Jessica Ho has a question: Why do Americans live shorter lives, on average, than people living in other high-income countries such as Japan, Sweden and Germany?
“This is a fascinating and complex question, and there is no easy answer,” said the USC Leonard Davis School of Gerontology assistant professor. “Unpacking the reasons for our life expectancy disadvantage involves factors that affect health and well-being across the life course, from birth through old age, and it involves many dimensions of life.”
Ho’s research in demography and sociology explores how various aspects of U.S. life — from the extent of commuting in the U.S. and related car accidents to violence and the U.S. health care system — have impacted death rates and lifespans. She also studies the impacts of the drug overdose epidemic, including how overdoses contribute to educational inequalities in mortality and whether the epidemic has had unanticipated impacts on seniors’ access to painkillers.
Ho’s research has found one major reason why Americans have shorter average lifespans: More people in the U.S. die before age 50 than in other countries.
“Previously, much of the discussion revolved around health conditions at the older ages and whether the health care system could be responsible for our life expectancy shortfall,” she said.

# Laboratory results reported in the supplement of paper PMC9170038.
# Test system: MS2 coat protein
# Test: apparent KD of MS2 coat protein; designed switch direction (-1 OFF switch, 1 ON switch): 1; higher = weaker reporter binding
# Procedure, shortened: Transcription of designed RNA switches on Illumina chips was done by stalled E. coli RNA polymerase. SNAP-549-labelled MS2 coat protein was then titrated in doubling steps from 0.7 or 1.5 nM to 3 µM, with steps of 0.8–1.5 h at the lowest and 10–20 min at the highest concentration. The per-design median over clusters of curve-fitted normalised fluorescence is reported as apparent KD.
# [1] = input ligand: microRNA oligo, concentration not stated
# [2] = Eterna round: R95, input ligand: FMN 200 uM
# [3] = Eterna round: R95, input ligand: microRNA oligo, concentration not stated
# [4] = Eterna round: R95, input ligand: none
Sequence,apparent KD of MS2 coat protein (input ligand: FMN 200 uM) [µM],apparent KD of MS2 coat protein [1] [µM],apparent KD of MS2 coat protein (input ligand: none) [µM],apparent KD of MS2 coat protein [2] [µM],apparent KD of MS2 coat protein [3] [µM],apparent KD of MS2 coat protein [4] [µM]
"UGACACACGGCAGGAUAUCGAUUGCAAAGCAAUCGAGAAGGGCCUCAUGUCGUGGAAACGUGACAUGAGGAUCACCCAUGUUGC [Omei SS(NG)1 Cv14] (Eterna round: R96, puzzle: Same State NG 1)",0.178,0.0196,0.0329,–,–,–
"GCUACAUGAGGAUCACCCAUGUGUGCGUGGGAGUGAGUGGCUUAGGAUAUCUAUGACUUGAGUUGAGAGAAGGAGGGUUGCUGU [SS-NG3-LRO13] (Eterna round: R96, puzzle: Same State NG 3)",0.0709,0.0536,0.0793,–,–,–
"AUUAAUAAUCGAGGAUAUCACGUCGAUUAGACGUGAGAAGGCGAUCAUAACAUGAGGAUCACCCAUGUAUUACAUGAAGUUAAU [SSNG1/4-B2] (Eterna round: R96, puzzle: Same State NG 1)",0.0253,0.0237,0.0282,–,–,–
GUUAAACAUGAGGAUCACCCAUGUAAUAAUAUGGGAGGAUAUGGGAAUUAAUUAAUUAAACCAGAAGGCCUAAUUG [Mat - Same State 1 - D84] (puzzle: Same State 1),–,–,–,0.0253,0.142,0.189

“My research has demonstrated that a substantial fraction of the U.S. life expectancy shortfall — about two-thirds for men and two-fifths for women — is due to premature mortality at ages below 50.”
At those younger ages, much of the life expectancy shortfall is due to causes of death like drug overdose, homicide and motor vehicle accidents, which are strongly socially patterned, Ho said. This suggests that enduring social and contextual factors play a key role in the U.S. life expectancy disadvantage.
“I’ve had a longstanding interest in how levels of health and disease shape societies – for example, how incredibly high levels of mortality and infectious diseases would have impacted daily life in pre-industrial times,” she says. “I was introduced to the field of demography during my sophomore year at the University of Pennsylvania, when I took a Health of Populations course with [Professor of Sociology] Samuel Preston, who is one of the foremost scholars of demography.
“My reaction to taking his class was something along the lines of, ‘You can do this for a living? Sign me up!’ ”
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